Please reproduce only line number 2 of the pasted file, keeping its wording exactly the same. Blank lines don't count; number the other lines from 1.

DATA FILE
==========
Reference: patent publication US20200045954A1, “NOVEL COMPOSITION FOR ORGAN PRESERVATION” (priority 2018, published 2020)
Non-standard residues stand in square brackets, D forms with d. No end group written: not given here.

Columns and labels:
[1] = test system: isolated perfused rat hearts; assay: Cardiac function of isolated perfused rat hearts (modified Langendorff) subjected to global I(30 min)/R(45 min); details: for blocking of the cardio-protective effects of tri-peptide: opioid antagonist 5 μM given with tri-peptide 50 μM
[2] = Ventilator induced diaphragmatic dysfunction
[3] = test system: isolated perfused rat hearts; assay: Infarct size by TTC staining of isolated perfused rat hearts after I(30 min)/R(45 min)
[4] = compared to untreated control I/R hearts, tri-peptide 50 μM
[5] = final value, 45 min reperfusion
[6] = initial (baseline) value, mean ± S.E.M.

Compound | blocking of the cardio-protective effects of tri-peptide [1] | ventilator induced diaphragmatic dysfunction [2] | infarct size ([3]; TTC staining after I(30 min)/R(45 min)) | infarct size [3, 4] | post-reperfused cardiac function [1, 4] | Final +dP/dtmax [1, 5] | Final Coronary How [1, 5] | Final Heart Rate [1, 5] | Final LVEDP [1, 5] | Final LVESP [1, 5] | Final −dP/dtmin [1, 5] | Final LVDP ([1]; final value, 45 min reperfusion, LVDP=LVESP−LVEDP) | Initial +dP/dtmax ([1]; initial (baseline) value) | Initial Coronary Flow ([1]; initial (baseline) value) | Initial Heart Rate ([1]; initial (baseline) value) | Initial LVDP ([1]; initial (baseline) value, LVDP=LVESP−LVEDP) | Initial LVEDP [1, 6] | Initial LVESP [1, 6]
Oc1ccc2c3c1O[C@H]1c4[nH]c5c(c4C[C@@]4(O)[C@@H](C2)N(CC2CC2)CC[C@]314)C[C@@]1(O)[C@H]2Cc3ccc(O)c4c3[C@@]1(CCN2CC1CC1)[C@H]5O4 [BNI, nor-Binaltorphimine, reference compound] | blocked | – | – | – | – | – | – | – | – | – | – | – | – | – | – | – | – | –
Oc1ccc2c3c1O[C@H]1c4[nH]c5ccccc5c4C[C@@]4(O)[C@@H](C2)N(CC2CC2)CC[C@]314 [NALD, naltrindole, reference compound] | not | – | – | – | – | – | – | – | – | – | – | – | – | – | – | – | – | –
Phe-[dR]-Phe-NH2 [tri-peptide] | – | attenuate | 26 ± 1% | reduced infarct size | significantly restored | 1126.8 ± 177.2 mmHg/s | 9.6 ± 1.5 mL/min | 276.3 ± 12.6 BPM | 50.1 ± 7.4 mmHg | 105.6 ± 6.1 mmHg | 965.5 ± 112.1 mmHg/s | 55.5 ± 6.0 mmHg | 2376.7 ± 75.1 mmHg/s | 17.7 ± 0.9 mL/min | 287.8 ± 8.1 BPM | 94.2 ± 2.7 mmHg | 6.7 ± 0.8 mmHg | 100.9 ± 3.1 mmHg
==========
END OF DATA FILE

Non-standard residues stand in square brackets, D forms with d. No end group written: not given here.